Six coronavirus deaths in Washington state
SEATTLE (KCPQ) — King County announced an emergency declaration on Monday as the number of COVID-19 cases there rose to 14, including five deaths.
Snohomish County has four reported cases, including one death, according to officials.
Dr. Jeff Duchin of Public Health – Seattle & King County said there were four new cases of novel coronavirus. Of those four cases, two patients have died. One patient in a previously reported case has also died, he said.
These are the new cases, according to the department:
A male in his 50s, hospitalized at Highline Hospital. No known exposures.
A male in his 70s, a resident of LifeCare, hospitalized at EvergreenHealth in Kirkland. The man had underlying health conditions, and died 3/1/20
A female in her 70s, a resident of LifeCare, hospitalized at EvergreenHealth in Kirkland. The woman had underlying health conditions, and died 3/1/20
A female in her 80s, a resident of LifeCare, was hospitalized at EvergreenHealth
In addition, a woman in her 80s, who was already reported as in critical condition at Evergreen, has died. She died on 3/1/20
King County Executive Dow Constantine issued an emergency declaration on Monday to allow additional resources in the effort to contain COVID-19.
“We have moved to a new stage in the fight to contain and mitigate this outbreak. King County is aligned and organized behind this common mission, with Public Health – Seattle & King County as our lead agency,” said Executive Constantine. “We will direct all available resources to help cities, health-care facilities, businesses, and families continue life as normally as possible. But our best strategies depend on millions of residents actively following established disease prevention guidelines.”
Health officials urged people who think they have symptoms to call their doctor before going to an emergency room.
They also said they are not recommending school closures or the cancelation of large activities.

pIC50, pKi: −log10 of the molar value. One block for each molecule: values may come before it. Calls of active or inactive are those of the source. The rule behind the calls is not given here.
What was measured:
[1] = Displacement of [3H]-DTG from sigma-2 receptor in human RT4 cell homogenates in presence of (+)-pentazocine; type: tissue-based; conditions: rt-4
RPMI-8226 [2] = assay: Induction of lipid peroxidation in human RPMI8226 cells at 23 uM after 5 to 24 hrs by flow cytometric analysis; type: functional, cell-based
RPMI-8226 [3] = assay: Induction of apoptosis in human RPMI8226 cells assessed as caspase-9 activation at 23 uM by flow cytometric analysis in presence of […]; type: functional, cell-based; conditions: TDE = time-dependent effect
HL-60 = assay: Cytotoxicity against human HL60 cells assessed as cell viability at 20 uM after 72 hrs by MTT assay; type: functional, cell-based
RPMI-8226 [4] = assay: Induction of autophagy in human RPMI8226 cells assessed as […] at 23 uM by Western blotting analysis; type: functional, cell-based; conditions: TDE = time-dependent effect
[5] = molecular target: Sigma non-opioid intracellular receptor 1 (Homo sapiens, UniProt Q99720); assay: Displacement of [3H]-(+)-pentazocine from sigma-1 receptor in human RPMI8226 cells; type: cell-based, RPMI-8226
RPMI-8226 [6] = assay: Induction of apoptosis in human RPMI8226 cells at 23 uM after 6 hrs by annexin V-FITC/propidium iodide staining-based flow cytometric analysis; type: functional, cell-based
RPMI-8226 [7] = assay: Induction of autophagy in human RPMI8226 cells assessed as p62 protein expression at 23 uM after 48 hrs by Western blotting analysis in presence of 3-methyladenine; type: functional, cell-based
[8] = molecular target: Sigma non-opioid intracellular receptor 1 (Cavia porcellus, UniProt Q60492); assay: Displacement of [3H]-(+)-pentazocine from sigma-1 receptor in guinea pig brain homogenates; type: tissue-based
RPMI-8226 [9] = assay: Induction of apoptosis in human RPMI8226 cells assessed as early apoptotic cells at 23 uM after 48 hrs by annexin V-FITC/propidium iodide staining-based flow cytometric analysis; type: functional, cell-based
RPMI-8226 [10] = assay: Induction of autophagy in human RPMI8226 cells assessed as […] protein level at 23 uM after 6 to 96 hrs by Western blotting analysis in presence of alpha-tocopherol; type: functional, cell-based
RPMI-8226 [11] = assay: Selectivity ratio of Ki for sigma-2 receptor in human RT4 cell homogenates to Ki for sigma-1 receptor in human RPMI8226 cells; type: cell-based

Seattle skyscraper, schools close amid virus concerns
A downtown Seattle skyscraper and about a dozen schools in the area were closed for cleaning Monday after health officials in Washington state announced a second person had died from the new coronavirus.
Researchers said earlier the COVID-19 virus may have been circulating for weeks undetected in Washington state, and experts said more cases would likely be reported in Washington, Oregon and California as testing ramps up.
The F5 technology company said it was closing its 44-story tower in downtown Seattle after learning an employee had been in contact with someone who had tested positive for the virus. The employee tested negative but company spokesman Rob Gruening told The Seattle Times the tower was being closed out of an abundance of caution. And more than 10 schools in the Seattle area were closed for deep cleaning over virus concerns.
Authorities in the Seattle area reported four new cases Sunday night, including the man who died. Of those new cases, two were women, one in her 80s and another in her 90s. Both were in critical condition. A man in his 70s was also in critical condition. All four were from the LifeCare nursing facility in Kirkland, Washington, where health officials said 50 people are sick and being tested for the virus. On Sunday night, the International Association of Fire Fighters said 25 members who responded to calls for help at the nursing facility are being quarantined.
The first U.S. case was a Washington state man who had visited China, where the virus first emerged, but several recent cases in the U.S. have had no known connection to travelers. In California, two health care workers in the San Francisco Bay Area who cared for an earlier coronavirus patient were diagnosed with the COVID-19 virus on Sunday, the Alameda and Solano counties said in a joint statement. In Oregon, the state Health Authority said Sunday that a second person in the state tested positive for the virus. The person is an adult who lives with the first Oregon resident that tested positive and does not need medical attention, the authority said.
Researchers at the Fred Hutchinson Cancer Research Center and the University of Washington on Sunday said they had evidence the virus may have been circulating in the state for up to six weeks undetected — a finding that, if true, could mean hundreds of undiagnosed cases in the area. They posted their research online, but it was not published in a scientific journal or reviewed by other scientists.
Trevor Bedford, an associate professor who announced the preliminary findings on the virus in Washington state, said on Twitter late Saturday that genetic similarities between the state’s first case on Jan. 20 and a case announced Friday indicated the newer case may have descended from the earlier one. The Jan. 20 case was the first known case in the U.S.
“I believe we’re facing an already substantial outbreak in Washington State that was not detected until now due to narrow case definition requiring direct travel to China,” he said on Twitter.
Scientists not affiliated with the research said the results did not necessarily surprise them and pointed out that for many people — especially younger, healthier ones — the symptoms are not much worse than a flu or bad cold.